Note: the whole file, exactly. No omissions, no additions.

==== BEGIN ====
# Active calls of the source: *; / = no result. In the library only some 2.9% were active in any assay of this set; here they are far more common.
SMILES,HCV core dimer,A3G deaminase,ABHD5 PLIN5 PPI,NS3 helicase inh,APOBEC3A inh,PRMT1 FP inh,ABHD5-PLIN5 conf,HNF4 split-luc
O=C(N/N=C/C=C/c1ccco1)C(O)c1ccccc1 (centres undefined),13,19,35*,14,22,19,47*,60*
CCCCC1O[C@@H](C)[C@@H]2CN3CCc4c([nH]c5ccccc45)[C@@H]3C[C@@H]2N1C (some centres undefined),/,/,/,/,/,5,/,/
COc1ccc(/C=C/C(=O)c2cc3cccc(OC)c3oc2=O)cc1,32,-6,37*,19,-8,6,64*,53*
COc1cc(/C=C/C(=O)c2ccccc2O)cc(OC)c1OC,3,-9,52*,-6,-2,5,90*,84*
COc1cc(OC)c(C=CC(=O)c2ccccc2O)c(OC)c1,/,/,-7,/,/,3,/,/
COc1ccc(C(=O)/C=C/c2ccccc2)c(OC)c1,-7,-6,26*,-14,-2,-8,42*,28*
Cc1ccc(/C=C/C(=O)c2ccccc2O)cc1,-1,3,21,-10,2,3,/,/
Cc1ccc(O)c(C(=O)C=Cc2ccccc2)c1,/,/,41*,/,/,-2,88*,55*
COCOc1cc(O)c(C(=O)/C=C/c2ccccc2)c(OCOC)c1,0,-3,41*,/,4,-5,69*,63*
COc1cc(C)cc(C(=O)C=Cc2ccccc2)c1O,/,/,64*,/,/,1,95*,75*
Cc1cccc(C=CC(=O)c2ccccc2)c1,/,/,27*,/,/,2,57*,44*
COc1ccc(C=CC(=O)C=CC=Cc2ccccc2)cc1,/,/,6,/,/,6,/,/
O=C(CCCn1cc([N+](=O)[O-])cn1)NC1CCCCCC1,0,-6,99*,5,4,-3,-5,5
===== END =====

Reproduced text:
# Active calls of the source: *; / = no result. In the library only some 2.9% were active in any assay of this set; here they are far more common.
SMILES,HCV core dimer,A3G deaminase,ABHD5 PLIN5 PPI,NS3 helicase inh,APOBEC3A inh,PRMT1 FP inh,ABHD5-PLIN5 conf,HNF4 split-luc
O=C(N/N=C/C=C/c1ccco1)C(O)c1ccccc1 (centres undefined),13,19,35*,14,22,19,47*,60*
CCCCC1O[C@@H](C)[C@@H]2CN3CCc4c([nH]c5ccccc45)[C@@H]3C[C@@H]2N1C (some centres undefined),/,/,/,/,/,5,/,/
COc1ccc(/C=C/C(=O)c2cc3cccc(OC)c3oc2=O)cc1,32,-6,37*,19,-8,6,64*,53*
COc1cc(/C=C/C(=O)c2ccccc2O)cc(OC)c1OC,3,-9,52*,-6,-2,5,90*,84*
COc1cc(OC)c(C=CC(=O)c2ccccc2O)c(OC)c1,/,/,-7,/,/,3,/,/
COc1ccc(C(=O)/C=C/c2ccccc2)c(OC)c1,-7,-6,26*,-14,-2,-8,42*,28*
Cc1ccc(/C=C/C(=O)c2ccccc2O)cc1,-1,3,21,-10,2,3,/,/
Cc1ccc(O)c(C(=O)C=Cc2ccccc2)c1,/,/,41*,/,/,-2,88*,55*
COCOc1cc(O)c(C(=O)/C=C/c2ccccc2)c(OCOC)c1,0,-3,41*,/,4,-5,69*,63*
COc1cc(C)cc(C(=O)C=Cc2ccccc2)c1O,/,/,64*,/,/,1,95*,75*
Cc1cccc(C=CC(=O)c2ccccc2)c1,/,/,27*,/,/,2,57*,44*
COc1ccc(C=CC(=O)C=CC=Cc2ccccc2)cc1,/,/,6,/,/,6,/,/
O=C(CCCn1cc([N+](=O)[O-])cn1)NC1CCCCCC1,0,-6,99*,5,4,-3,-5,5